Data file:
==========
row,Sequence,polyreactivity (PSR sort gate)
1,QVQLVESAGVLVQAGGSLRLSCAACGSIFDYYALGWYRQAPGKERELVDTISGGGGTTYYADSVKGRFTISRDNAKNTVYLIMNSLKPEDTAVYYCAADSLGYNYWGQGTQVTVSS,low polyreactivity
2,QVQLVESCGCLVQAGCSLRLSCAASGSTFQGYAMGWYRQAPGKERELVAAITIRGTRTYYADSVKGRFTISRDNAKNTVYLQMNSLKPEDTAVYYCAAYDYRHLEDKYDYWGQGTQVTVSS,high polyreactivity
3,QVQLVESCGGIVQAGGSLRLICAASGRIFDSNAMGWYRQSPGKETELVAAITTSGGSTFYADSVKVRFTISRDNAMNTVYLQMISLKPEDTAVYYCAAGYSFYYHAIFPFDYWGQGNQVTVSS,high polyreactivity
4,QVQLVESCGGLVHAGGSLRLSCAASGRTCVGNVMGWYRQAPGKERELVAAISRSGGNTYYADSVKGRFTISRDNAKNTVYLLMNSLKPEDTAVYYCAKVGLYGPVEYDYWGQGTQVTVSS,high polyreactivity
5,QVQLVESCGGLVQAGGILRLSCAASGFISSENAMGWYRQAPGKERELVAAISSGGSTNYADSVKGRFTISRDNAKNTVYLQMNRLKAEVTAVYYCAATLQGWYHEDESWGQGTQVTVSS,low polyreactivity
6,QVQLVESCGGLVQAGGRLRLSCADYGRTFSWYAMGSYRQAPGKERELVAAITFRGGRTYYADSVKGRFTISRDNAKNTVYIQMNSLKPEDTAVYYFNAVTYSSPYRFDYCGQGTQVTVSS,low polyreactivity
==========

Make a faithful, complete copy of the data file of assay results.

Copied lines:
row,Sequence,polyreactivity (PSR sort gate)
1,QVQLVESAGVLVQAGGSLRLSCAACGSIFDYYALGWYRQAPGKERELVDTISGGGGTTYYADSVKGRFTISRDNAKNTVYLIMNSLKPEDTAVYYCAADSLGYNYWGQGTQVTVSS,low polyreactivity
2,QVQLVESCGCLVQAGCSLRLSCAASGSTFQGYAMGWYRQAPGKERELVAAITIRGTRTYYADSVKGRFTISRDNAKNTVYLQMNSLKPEDTAVYYCAAYDYRHLEDKYDYWGQGTQVTVSS,high polyreactivity
3,QVQLVESCGGIVQAGGSLRLICAASGRIFDSNAMGWYRQSPGKETELVAAITTSGGSTFYADSVKVRFTISRDNAMNTVYLQMISLKPEDTAVYYCAAGYSFYYHAIFPFDYWGQGNQVTVSS,high polyreactivity
4,QVQLVESCGGLVHAGGSLRLSCAASGRTCVGNVMGWYRQAPGKERELVAAISRSGGNTYYADSVKGRFTISRDNAKNTVYLLMNSLKPEDTAVYYCAKVGLYGPVEYDYWGQGTQVTVSS,high polyreactivity
5,QVQLVESCGGLVQAGGILRLSCAASGFISSENAMGWYRQAPGKERELVAAISSGGSTNYADSVKGRFTISRDNAKNTVYLQMNRLKAEVTAVYYCAATLQGWYHEDESWGQGTQVTVSS,low polyreactivity
6,QVQLVESCGGLVQAGGRLRLSCADYGRTFSWYAMGSYRQAPGKERELVAAITFRGGRTYYADSVKGRFTISRDNAKNTVYIQMNSLKPEDTAVYYFNAVTYSSPYRFDYCGQGTQVTVSS,low polyreactivity